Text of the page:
Our November 2021 Outlook

FSCS Chief Executive Caroline Rainbird introduces our November 2021 Outlook, focusing on the 2021/22 levy and our forecast for the 2022/23 levy. 

By Caroline Rainbird, FSCS Chief Executive
Published: 11 November 2021 FSCS news
Caroline Rainbird, FSCS Chief Executive

Over the past year, we have faced an unprecedented economic situation which has made it particularly difficult to forecast potential failures and the level of compensation we need to pay to our customers.

With this uncertainty in mind, we made the decision back in May to hold off invoicing for the retail pool element of the levy. This is a separate pot that Financial Conduct Authority (FCA) classes are required to contribute to if they have not reached their maximum levy limit, and another class has exceeded its own limit. Holding off invoicing the retail pool gave us time to gain a better understanding of failures for the current financial year.

2021/22 latest forecast

At this year’s mid-point, the total levy for 2021/22 is now £717m. This is lower than our previous forecast but an increase of £17m from last year’s levy. This means we can now confirm that we will not be calling for a supplementary levy or invoicing the retail pool this financial year.

We must be clear that we are not yet seeing a long-term fall in compensation costs. Instead, a number of failures we expected this year did not happen and we expect may now fall into the next financial year or beyond.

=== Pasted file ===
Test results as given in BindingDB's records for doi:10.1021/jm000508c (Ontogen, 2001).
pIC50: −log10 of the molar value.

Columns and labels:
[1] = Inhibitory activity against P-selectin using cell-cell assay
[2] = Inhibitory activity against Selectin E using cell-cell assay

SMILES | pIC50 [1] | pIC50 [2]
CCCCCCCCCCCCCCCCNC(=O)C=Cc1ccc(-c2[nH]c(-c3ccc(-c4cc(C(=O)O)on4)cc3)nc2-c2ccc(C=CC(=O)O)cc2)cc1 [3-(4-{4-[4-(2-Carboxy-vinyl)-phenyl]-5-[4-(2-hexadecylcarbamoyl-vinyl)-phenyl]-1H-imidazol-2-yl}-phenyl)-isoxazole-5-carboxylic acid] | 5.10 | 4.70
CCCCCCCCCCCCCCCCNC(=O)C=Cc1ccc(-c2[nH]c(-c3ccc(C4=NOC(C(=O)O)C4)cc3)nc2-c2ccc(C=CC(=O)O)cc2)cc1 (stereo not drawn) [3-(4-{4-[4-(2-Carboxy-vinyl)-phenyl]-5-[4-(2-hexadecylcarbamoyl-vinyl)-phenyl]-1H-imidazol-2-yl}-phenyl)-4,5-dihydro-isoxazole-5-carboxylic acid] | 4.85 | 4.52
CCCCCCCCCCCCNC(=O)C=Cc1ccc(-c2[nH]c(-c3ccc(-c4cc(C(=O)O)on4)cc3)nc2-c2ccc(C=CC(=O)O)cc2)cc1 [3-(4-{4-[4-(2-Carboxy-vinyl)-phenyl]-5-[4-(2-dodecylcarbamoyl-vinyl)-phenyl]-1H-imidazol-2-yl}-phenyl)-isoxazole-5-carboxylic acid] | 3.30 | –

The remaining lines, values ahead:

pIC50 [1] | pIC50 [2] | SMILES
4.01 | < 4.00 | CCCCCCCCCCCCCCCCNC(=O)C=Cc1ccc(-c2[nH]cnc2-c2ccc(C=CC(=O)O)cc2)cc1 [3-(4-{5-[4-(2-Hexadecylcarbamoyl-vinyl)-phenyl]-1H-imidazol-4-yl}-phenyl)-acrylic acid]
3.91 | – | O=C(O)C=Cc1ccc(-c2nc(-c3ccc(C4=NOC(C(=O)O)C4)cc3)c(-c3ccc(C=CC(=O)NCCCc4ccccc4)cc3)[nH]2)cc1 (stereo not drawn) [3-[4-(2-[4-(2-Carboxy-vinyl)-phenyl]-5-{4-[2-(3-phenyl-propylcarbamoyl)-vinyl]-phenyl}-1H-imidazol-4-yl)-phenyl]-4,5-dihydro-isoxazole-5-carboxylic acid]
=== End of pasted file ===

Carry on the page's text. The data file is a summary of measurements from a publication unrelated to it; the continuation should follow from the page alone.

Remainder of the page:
First look at the levy for 2022/23

We have also listened to feedback from the industry and, to help you prepare for the year ahead, in this Outlook we are publishing our indicative levy forecast for 2022/23 of £900m.

This figure includes an approximate amount for our management expenses, which make up a small proportion of the overall levy and which will be consulted on in January 2022. Although subject to change, we hope that publishing this forecast earlier than usual is helpful. 

Getting customers back on track and helping build confidence in the industry are two of the main reasons FSCS exists, but our data and insights show that consumers continue to experience harm. This in turn is increasing compensation costs and necessary levy funding by the industry.

To take pensions as an example, excluding self-invested personal pension (SIPP) claims, the number of compensation claims has increased by 26% year-on-year for the last four years. Unfortunately, the number of these customers with losses over our compensation limit increased by 15% last year.

It is important to ensure consumers have the right information so they can make informed financial decisions that are appropriate to their circumstances. We are playing our part in helping to identify and address the root causes of consumer harm. For example, by running consumer awareness campaigns and working with the regulatory family to confront scams, phoenixing and bad practice.

We are also working closely with the FCA on its Consumer Investments Strategy. This strategy outlines the FCA’s aim to help stabilise the level of compensation. Alongside this, we will also be looking closely at how we can contribute to the FCA’s upcoming Compensation Framework Review, which aims to ensure that the current framework is appropriate and proportionate.

Against the backdrop of a sector that contributes £136bn to the UK economy and employs millions, we are a relatively small player, employing a team of 242 people with an annual budget of £91m this year. We cannot and should not tackle the issue of the rising levy alone.

We will continue to highlight the importance of the wider industry in playing its part. It must proactively call out poor behaviour and play a greater role in identifying sources of consumer detriment and practical solutions. It is only through serious action and joint collaboration that we can properly remedy the issues behind the rising levy.